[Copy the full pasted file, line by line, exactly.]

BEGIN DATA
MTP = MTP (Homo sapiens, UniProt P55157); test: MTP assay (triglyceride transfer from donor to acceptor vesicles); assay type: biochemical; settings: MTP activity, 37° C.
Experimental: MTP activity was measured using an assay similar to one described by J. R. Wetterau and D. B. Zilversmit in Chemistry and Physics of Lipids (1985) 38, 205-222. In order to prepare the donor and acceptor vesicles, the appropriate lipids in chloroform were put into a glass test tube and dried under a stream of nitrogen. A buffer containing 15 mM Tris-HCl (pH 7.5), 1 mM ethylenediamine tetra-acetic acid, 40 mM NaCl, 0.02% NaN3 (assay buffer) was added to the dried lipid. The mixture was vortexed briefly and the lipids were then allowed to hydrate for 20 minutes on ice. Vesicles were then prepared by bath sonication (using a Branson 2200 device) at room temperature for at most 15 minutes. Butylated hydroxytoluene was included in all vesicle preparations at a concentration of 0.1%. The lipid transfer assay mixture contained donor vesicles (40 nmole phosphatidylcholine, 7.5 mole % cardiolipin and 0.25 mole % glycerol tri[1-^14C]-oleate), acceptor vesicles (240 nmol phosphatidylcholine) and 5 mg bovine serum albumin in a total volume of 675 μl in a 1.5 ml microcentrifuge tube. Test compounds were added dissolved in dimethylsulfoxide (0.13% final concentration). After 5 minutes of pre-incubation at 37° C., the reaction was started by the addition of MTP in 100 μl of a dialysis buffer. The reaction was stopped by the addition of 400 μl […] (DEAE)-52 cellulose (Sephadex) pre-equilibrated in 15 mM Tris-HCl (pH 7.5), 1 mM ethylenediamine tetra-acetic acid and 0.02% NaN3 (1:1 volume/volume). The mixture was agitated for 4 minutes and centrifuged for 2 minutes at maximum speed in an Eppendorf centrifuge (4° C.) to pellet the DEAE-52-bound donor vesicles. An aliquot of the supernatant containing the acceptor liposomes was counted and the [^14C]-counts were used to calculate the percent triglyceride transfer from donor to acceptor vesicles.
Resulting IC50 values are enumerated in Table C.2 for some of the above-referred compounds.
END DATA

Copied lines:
MTP = MTP (Homo sapiens, UniProt P55157); test: MTP assay (triglyceride transfer from donor to acceptor vesicles); assay type: biochemical; settings: MTP activity, 37° C.
Experimental: MTP activity was measured using an assay similar to one described by J. R. Wetterau and D. B. Zilversmit in Chemistry and Physics of Lipids (1985) 38, 205-222. In order to prepare the donor and acceptor vesicles, the appropriate lipids in chloroform were put into a glass test tube and dried under a stream of nitrogen. A buffer containing 15 mM Tris-HCl (pH 7.5), 1 mM ethylenediamine tetra-acetic acid, 40 mM NaCl, 0.02% NaN3 (assay buffer) was added to the dried lipid. The mixture was vortexed briefly and the lipids were then allowed to hydrate for 20 minutes on ice. Vesicles were then prepared by bath sonication (using a Branson 2200 device) at room temperature for at most 15 minutes. Butylated hydroxytoluene was included in all vesicle preparations at a concentration of 0.1%. The lipid transfer assay mixture contained donor vesicles (40 nmole phosphatidylcholine, 7.5 mole % cardiolipin and 0.25 mole % glycerol tri[1-^14C]-oleate), acceptor vesicles (240 nmol phosphatidylcholine) and 5 mg bovine serum albumin in a total volume of 675 μl in a 1.5 ml microcentrifuge tube. Test compounds were added dissolved in dimethylsulfoxide (0.13% final concentration). After 5 minutes of pre-incubation at 37° C., the reaction was started by the addition of MTP in 100 μl of a dialysis buffer. The reaction was stopped by the addition of 400 μl […] (DEAE)-52 cellulose (Sephadex) pre-equilibrated in 15 mM Tris-HCl (pH 7.5), 1 mM ethylenediamine tetra-acetic acid and 0.02% NaN3 (1:1 volume/volume). The mixture was agitated for 4 minutes and centrifuged for 2 minutes at maximum speed in an Eppendorf centrifuge (4° C.) to pellet the DEAE-52-bound donor vesicles. An aliquot of the supernatant containing the acceptor liposomes was counted and the [^14C]-counts were used to calculate the percent triglyceride transfer from donor to acceptor vesicles.
Resulting IC50 values are enumerated in Table C.2 for some of the above-referred compounds.